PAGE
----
And a further lost goes to Big Wednesday, which I will openly admit I did not win, so in a sense actually lost. This is a shame, as I was going to give sizable donations to a whole bunch of public art galleries. So really, art is the loser on the day.

The total Big Wednesday prize has gone back to 2 million, plust the Range Rover and the Porsche. It would be nice to see a more interesting (or at least changing) selection of cars. Or a Hotere.

08 February 2006

Speed dating

New Plymouth is getting its first Speed Dating sessions later this year, shameless provincial self-promotion magazine Live reports. Sessions have been extended from the more familiar (and speedy) 2 minutes seen in tv docos on the phenomenon overseas. Maybe this is to reflect the more relaxed pace of life in Taranaki?

03 February 2006

No money = no hamburgers

We wandered up the road to see the Triplets of Bellville at the Dell last night. The screen size was a little smaller than anticipated (much like the very un-giant cow outside of Hawera), but the sounds was kick-arse, which made up for it a bit.

So we sat on our little rug, amidst the massess of overdressed teenagers, overcatered older people, and the glittering debris of Fairy Trina (thanks Martha). We drank our bottle of wine, and ate our lime and black pepper chips, and rediscovered the joys of French animation all over again. I kept discovering a whole byunch of really clever subtexts , but forgot them all.

In other news, I caught up with Iain from the WTO yesterday. He now lives in Melbourne, poor fellow. We had coffee in front of work, and plotted world domination, much like the old days. It wasn't til very late last night I remembered I shouldn't have long blacks in the late afternoon. Weird dreams about getting blogs and interesting-no-work websites banned on my comuter at work - not just banned, but sought out and exterminated. It was a bit creepy.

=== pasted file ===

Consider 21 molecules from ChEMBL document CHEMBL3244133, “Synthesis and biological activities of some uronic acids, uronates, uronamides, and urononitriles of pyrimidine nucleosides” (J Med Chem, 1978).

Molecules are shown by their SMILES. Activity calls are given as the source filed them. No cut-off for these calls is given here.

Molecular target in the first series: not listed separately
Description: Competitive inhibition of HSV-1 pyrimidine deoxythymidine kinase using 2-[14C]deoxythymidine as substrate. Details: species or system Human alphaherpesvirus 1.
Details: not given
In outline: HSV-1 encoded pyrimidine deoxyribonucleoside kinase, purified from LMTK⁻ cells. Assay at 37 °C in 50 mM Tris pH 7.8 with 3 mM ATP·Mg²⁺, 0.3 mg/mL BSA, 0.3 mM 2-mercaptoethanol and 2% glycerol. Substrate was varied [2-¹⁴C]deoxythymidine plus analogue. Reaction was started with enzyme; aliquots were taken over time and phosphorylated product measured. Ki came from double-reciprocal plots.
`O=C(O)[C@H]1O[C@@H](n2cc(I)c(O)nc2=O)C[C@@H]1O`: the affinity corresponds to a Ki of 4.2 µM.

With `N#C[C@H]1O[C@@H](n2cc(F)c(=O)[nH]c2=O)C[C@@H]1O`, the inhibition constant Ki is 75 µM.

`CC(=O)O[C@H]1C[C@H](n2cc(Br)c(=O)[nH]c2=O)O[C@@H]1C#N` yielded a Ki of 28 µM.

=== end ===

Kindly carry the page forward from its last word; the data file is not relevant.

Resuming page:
And I'm going to the Sevens tonight, to catch up with some people, drink a beer or two, and plot world domination. A very big corporate giant is taking me along, which is very nice of them, but I'm not wearing their free polyester polo shirt (they may buy my company, liver, and mind, but they won't get my body dammit!). Then to the beach tomorrow.

02 February 2006

Parade day!

She's not a bad wee town we have here - sure it gets a little breezy on occasion, and there's always the risk we're about to plunge off the narrow hillside terrace into the harbour at the mere hint of an earthquake, but it's nicely compact, dynamic, ever so cultured, and depending on the side of the street you're on, often stunningly picturesque.

And so to the point: I took a roundabout route to work this morning, mainly so I could get a nicer view of the sunrise, and it was nice. And when I got to work there was a golden horse drawn carriage parked in front, gleaming in the milky early morning light. I kid you not. I'm presuming it's for the Rugby Sevens parade today, but in a workplace where people get arrested for driving tractors called Myrtle up steps, who knows.

And so to the real point: Triplets of Belleville in the Dell this evening. Stunning movie. Be there lounging on a rug with a bottle of wine. I will be, smugly relishing the whole cultural capital thing.